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On issues of sex discrimination alone, the Fourteenth Amendment ended “male preference” in legal proceedings,4 required equal access to public schools and government benefits,5 and identical legal standards for crimes.6 These victories were possible because no other recent constitutional provisions implied the analysis was improper. The ERA may do just that.

The ERA concedes that the protection offered under the Fourteenth Amendment is not universal. The troubling result: less protection for individual rights. Why?

If, as ERA advocates concede, an explicit provision is needed to guard against arbitrary government discrimination on the basis of sex, then the Fourteenth Amendment is insufficient to guard against arbitrary government discrimination on the basis of any specific characteristic, race included.

This means that rather than end the debate over government discrimination, the ERA may create a new, uphill battle, including, potentially, the need for more constitutional amendments to combat any form of arbitrary government discrimination that arises which is not based specifically on the characteristic of sex.

No constitutional provision can list every characteristic on which government might arbitrarily discriminate against citizens, and none should attempt to do so.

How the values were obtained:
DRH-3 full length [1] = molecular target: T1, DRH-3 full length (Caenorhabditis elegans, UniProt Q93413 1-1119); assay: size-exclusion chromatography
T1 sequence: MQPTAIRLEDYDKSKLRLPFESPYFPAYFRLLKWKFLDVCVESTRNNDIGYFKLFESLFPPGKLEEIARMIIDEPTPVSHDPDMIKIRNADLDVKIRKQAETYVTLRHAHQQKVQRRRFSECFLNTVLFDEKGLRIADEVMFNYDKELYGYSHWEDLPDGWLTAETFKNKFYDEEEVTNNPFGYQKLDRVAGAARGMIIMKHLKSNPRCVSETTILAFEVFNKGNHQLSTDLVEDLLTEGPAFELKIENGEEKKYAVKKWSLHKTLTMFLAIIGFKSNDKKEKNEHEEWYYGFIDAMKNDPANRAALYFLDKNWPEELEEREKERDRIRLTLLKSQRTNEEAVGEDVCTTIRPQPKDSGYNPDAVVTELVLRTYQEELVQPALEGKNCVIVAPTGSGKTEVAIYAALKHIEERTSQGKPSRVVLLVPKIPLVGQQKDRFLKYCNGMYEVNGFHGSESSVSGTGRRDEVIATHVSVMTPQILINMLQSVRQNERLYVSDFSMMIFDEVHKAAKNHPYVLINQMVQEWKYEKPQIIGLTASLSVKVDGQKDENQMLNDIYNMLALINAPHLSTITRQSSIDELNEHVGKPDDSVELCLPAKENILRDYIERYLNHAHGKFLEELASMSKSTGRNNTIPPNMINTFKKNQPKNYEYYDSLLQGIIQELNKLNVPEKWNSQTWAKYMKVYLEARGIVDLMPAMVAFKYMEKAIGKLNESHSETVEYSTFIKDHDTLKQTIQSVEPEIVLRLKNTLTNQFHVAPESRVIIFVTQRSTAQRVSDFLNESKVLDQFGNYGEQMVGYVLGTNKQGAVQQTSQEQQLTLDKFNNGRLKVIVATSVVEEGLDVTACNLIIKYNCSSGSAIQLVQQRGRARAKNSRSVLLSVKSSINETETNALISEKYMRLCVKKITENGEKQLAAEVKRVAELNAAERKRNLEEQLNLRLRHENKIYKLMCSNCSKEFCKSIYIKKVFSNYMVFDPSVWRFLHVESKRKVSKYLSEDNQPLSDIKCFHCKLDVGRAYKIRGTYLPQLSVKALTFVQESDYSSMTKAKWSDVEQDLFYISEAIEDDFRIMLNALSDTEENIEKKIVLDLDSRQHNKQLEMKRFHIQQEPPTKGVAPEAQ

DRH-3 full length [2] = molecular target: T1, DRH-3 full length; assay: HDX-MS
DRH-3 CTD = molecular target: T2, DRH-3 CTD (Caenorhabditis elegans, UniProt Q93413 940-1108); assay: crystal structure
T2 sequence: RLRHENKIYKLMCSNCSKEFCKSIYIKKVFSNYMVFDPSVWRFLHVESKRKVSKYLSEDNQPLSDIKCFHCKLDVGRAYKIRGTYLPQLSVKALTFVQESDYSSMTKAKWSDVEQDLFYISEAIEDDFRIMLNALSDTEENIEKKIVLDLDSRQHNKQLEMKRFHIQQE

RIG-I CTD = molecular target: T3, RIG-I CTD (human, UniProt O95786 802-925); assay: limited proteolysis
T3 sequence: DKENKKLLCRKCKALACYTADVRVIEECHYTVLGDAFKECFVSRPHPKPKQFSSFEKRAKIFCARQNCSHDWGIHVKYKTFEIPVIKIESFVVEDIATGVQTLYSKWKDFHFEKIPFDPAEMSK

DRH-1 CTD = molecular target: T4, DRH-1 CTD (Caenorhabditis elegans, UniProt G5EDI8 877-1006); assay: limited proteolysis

In a legal and political context in which the Fourteenth Amendment’s universal scope is improperly denied, seeking to pass more specific constitutional amendments is a viable strategy to protect the rights of the individual.

But in a legal and political context in which the universal scope of the Fourteenth Amendment is recognized, passing more specific constitutional amendments is not necessary and indeed threatens to undermine that understanding. To pass the ERA today implies that the Fourteenth Amendment does not prohibit governments from arbitrarily discriminating against individuals. As such, passing the ERA today implies that the progress that has been made for the rights of women, African Americans, and others under the Fourteenth Amendment is constitutionally improper.

The struggle for universal protection of individual rights in the United States has been long. The question of how to prevent arbitrary government discrimination, which the ERA seeks to address, is valid. But today the answer is not more constitutional amendments. The answer is to continue to devote ourselves to the proper understanding that the Fourteenth Amendment is universal in scope.

A version of this article previously appeared at Medium.com.

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  1. Plessy v. Ferguson, 163 U.S. 537 (1896) (holding that racial segregation was not prohibited under the Fourteenth Amendment and thus creating the doctrine of “separate but equal”).
  2. The Nineteenth Amendment follows the example of the Fifteenth Amendment (ratified in 1870), which forbids voting discrimination on the basis of color and past condition of servitude.
  3. Brown v. Board of Education, 347 U.S. 483 (1954).
  4. Reed v. Reed, 404 U.S. 71 (1971).
  5. United States v. Virginia, 515 U.S. 518 (1996); Frontiero v. Richardson, 411 U.S. 677 (1973).
  6. Craig v. Boren, 429 U.S. 190 (1976).
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Paul Taske

Paul Taske, JD, was a junior fellow at the Ayn Rand Institute.